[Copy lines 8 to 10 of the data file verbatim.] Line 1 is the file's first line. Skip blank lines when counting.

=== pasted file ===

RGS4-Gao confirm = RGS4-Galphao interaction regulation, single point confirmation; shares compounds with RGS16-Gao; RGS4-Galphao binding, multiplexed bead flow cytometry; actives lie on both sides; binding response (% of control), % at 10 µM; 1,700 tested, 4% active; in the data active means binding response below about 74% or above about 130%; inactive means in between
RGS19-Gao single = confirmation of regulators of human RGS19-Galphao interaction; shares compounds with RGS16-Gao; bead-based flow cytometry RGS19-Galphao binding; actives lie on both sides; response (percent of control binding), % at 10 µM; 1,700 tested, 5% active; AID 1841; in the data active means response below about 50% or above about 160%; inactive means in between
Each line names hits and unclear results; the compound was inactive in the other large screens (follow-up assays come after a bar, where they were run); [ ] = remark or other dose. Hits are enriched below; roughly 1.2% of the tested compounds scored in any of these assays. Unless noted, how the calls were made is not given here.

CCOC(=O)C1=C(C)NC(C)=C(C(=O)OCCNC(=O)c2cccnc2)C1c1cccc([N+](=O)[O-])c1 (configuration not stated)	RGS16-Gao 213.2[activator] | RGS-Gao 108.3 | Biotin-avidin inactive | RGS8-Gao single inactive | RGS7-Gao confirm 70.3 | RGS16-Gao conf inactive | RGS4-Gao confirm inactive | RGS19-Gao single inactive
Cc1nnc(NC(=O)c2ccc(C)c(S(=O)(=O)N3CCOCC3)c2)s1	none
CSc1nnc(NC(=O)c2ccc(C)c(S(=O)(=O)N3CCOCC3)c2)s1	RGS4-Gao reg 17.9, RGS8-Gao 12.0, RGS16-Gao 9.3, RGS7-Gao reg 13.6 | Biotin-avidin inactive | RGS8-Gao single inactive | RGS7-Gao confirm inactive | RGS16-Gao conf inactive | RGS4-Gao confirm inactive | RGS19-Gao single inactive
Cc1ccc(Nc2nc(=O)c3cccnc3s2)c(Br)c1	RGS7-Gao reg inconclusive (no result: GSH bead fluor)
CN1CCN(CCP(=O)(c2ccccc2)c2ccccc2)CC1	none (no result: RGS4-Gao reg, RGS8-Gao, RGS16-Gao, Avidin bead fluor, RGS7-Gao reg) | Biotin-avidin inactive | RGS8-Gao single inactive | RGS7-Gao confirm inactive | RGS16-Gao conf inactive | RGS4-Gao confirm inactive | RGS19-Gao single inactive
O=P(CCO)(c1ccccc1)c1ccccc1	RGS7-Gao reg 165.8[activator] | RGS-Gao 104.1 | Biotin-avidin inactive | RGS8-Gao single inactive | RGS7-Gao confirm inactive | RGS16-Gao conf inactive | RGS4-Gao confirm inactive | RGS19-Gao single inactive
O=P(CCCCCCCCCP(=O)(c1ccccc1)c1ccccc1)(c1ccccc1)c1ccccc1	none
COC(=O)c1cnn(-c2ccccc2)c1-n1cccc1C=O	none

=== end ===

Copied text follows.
CN1CCN(CCP(=O)(c2ccccc2)c2ccccc2)CC1	none (no result: RGS4-Gao reg, RGS8-Gao, RGS16-Gao, Avidin bead fluor, RGS7-Gao reg) | Biotin-avidin inactive | RGS8-Gao single inactive | RGS7-Gao confirm inactive | RGS16-Gao conf inactive | RGS4-Gao confirm inactive | RGS19-Gao single inactive
O=P(CCO)(c1ccccc1)c1ccccc1	RGS7-Gao reg 165.8[activator] | RGS-Gao 104.1 | Biotin-avidin inactive | RGS8-Gao single inactive | RGS7-Gao confirm inactive | RGS16-Gao conf inactive | RGS4-Gao confirm inactive | RGS19-Gao single inactive
O=P(CCCCCCCCCP(=O)(c1ccccc1)c1ccccc1)(c1ccccc1)c1ccccc1	none